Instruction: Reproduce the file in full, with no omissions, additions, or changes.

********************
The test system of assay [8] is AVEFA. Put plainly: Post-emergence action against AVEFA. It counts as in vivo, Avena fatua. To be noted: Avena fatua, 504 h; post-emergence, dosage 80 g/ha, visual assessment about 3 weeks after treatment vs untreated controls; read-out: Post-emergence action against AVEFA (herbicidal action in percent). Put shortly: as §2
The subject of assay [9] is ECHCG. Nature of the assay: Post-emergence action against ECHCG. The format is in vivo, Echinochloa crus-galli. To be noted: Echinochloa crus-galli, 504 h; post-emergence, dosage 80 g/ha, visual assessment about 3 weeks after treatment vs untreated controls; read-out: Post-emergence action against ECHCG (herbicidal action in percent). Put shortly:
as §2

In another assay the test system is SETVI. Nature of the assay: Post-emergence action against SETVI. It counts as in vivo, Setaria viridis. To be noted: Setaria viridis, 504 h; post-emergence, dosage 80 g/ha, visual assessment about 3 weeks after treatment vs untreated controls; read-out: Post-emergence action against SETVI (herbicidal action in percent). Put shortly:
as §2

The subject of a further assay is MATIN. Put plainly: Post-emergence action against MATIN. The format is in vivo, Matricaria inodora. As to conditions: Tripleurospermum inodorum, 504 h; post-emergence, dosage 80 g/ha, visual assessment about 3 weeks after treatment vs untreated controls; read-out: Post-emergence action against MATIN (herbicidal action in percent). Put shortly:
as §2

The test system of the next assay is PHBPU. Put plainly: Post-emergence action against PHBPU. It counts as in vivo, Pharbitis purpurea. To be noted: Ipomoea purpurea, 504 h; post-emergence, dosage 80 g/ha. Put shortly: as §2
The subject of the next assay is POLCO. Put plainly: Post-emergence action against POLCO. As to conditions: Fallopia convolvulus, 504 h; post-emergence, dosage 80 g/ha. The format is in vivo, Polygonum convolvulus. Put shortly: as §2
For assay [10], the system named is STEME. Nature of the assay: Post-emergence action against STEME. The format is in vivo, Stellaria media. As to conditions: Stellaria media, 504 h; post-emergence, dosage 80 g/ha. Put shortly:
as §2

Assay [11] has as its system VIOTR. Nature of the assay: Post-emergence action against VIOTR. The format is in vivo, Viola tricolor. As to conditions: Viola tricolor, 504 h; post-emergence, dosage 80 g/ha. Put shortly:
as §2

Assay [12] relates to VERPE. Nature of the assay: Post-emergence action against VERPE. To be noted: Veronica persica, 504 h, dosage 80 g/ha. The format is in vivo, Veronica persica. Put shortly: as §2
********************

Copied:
The test system of assay [8] is AVEFA. Put plainly: Post-emergence action against AVEFA. It counts as in vivo, Avena fatua. To be noted: Avena fatua, 504 h; post-emergence, dosage 80 g/ha, visual assessment about 3 weeks after treatment vs untreated controls; read-out: Post-emergence action against AVEFA (herbicidal action in percent). Put shortly: as §2
The subject of assay [9] is ECHCG. Nature of the assay: Post-emergence action against ECHCG. The format is in vivo, Echinochloa crus-galli. To be noted: Echinochloa crus-galli, 504 h; post-emergence, dosage 80 g/ha, visual assessment about 3 weeks after treatment vs untreated controls; read-out: Post-emergence action against ECHCG (herbicidal action in percent). Put shortly:
as §2

In another assay the test system is SETVI. Nature of the assay: Post-emergence action against SETVI. It counts as in vivo, Setaria viridis. To be noted: Setaria viridis, 504 h; post-emergence, dosage 80 g/ha, visual assessment about 3 weeks after treatment vs untreated controls; read-out: Post-emergence action against SETVI (herbicidal action in percent). Put shortly:
as §2

The subject of a further assay is MATIN. Put plainly: Post-emergence action against MATIN. The format is in vivo, Matricaria inodora. As to conditions: Tripleurospermum inodorum, 504 h; post-emergence, dosage 80 g/ha, visual assessment about 3 weeks after treatment vs untreated controls; read-out: Post-emergence action against MATIN (herbicidal action in percent). Put shortly:
as §2

The test system of the next assay is PHBPU. Put plainly: Post-emergence action against PHBPU. It counts as in vivo, Pharbitis purpurea. To be noted: Ipomoea purpurea, 504 h; post-emergence, dosage 80 g/ha. Put shortly: as §2
The subject of the next assay is POLCO. Put plainly: Post-emergence action against POLCO. As to conditions: Fallopia convolvulus, 504 h; post-emergence, dosage 80 g/ha. The format is in vivo, Polygonum convolvulus. Put shortly: as §2
For assay [10], the system named is STEME. Nature of the assay: Post-emergence action against STEME. The format is in vivo, Stellaria media. As to conditions: Stellaria media, 504 h; post-emergence, dosage 80 g/ha. Put shortly:
as §2

Assay [11] has as its system VIOTR. Nature of the assay: Post-emergence action against VIOTR. The format is in vivo, Viola tricolor. As to conditions: Viola tricolor, 504 h; post-emergence, dosage 80 g/ha. Put shortly:
as §2

Assay [12] relates to VERPE. Nature of the assay: Post-emergence action against VERPE. To be noted: Veronica persica, 504 h, dosage 80 g/ha. The format is in vivo, Veronica persica. Put shortly: as §2